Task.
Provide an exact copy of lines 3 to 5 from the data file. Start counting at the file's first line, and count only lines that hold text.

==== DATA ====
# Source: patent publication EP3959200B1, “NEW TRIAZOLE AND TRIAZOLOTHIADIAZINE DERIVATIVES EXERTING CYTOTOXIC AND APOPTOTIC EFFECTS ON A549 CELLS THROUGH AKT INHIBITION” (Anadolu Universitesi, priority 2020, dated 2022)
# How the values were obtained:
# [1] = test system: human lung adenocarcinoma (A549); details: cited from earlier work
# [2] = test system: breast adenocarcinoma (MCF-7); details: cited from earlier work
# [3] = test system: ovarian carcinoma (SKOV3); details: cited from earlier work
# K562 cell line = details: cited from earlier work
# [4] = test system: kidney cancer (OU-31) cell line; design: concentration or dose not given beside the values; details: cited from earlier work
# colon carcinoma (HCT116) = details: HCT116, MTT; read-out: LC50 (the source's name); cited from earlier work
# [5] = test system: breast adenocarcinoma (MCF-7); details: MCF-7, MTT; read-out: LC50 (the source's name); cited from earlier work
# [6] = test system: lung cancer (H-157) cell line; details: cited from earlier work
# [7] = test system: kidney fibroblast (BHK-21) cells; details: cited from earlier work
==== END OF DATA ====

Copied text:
# [1] = test system: human lung adenocarcinoma (A549); details: cited from earlier work
# [2] = test system: breast adenocarcinoma (MCF-7); details: cited from earlier work
# [3] = test system: ovarian carcinoma (SKOV3); details: cited from earlier work